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Michael Dym, V.M.D.
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Dr. Michael Dym
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What Causes Respiratory Problems In Horses?

When your horse is coughing, sneezing or otherwise suffering from breathing issues, it becomes an immediate cause for concern as it may affect not only their athletic performance, but their quality of life. It’s awful when your horse is unwell, but respiratory issues are common in horses and are often highly treatable and manageable.

What Infections Cause Respiratory Problems In Horses?
One of the most common reasons horses develop respiratory problems is because they have contracted a bacterial or viral infection from another horse.
Strangles, herpesvirus, and even an equine version of the common cold can all give your horse acute respiratory symptoms. It’s possible for horses to shed bacteria or viruses for weeks after they have recovered from an illness, and some shed pathogens even if they are asymptomatic, so it’s best to assume any new horses introduced to your stable and any you meet at competitions or while traveling pose a risk of transmitting an infection to your horse.
Never share equipment between horses and or use communal water sources. If you make direct contact with other horses, always wash your hands before returning to your own horse. Take care with clothing and boots that could be contaminated.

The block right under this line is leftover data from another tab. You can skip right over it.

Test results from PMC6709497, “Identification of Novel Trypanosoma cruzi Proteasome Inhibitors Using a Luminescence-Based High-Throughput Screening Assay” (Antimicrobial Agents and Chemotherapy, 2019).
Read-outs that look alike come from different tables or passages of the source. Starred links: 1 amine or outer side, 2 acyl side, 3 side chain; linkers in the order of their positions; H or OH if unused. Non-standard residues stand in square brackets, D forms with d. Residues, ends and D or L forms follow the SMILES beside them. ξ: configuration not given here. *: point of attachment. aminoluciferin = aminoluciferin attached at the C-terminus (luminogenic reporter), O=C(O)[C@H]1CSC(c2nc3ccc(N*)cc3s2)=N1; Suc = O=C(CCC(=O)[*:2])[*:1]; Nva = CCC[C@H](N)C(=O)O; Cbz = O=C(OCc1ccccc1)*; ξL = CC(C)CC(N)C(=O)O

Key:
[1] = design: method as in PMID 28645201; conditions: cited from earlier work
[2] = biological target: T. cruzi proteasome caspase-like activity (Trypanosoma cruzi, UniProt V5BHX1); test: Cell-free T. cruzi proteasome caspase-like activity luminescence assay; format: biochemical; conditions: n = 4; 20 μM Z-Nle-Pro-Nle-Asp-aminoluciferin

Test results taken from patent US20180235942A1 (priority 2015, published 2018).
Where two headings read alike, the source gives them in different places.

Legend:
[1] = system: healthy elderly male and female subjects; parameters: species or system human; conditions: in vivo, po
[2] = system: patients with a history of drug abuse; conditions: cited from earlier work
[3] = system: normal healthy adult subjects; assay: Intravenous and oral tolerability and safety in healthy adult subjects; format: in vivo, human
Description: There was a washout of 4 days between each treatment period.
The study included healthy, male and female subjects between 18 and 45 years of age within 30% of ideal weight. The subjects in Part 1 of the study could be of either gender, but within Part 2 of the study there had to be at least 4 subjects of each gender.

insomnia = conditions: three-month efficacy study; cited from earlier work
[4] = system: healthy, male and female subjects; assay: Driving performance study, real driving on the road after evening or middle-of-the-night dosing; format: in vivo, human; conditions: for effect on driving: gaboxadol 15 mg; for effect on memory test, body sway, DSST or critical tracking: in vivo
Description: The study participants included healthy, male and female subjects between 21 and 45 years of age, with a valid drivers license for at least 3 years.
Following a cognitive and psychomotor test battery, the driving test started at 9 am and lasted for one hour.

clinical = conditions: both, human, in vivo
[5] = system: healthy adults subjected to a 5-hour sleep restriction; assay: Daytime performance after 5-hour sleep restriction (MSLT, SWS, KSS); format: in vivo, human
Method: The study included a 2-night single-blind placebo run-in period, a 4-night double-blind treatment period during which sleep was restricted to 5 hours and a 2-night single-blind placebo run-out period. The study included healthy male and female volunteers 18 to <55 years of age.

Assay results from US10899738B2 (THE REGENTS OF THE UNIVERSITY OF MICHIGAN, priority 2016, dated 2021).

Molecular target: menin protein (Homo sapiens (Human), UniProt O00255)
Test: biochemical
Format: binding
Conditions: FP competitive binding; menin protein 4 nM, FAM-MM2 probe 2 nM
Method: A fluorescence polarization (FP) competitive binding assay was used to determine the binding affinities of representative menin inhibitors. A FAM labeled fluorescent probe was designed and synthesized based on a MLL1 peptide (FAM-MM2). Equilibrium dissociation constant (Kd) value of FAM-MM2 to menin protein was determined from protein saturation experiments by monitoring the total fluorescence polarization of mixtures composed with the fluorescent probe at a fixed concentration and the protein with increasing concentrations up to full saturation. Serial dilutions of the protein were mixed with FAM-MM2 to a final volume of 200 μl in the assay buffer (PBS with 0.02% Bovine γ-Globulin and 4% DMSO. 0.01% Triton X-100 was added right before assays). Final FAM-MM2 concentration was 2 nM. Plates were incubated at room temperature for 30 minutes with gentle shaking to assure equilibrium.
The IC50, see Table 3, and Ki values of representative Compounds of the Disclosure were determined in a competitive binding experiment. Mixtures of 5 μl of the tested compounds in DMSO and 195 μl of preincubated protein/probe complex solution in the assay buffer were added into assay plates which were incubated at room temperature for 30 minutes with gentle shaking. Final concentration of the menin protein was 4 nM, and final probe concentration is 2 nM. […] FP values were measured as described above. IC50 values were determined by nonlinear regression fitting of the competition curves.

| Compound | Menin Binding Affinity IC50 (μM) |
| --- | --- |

If your horse develops respiratory symptoms and they have a fever, they are likely suffering from an infection. Contact your veterinarian for an examination to determine the severity of the issue and whether your horse just needs rest or requires treatment.

Respiratory Problems In Horses Caused By Their Environment
Not all respiratory problems are contagious.
If your horse has lingering respiratory issues, particularly if no fever is present, they may be experiencing airway inflammation that may be exacerbated by dust in their environment.
Recurrent Airway Obstruction (RAO, also known as Chronic Obstructive Pulmonary Disease [COPD] or heaves) is a condition common in older horses that is typically triggered by an allergy to organic dust found in hay.
Inflammatory airway disease or IAD is very common in younger horses, affecting 22%–50% of athletic horses. Symptoms typically only appear with exercise. The horse may cough and have some watery nasal discharge but will otherwise seem healthy. Similar to heaves, IAD is treated through management of allergens. Your veterinarian may prescribe steroids to help control inflammation.

Other Causes Of Respiratory Problems In Horses
If your horse has respiratory symptoms, the underlying cause may not be obvious, and many conditions share symptoms.
For example, coughing, flaring nostrils, and labored breathing can be caused by coronary issues, pain, stress, and trauma. That’s why it’s imperative that you see your veterinarian for a diagnosis and treatment.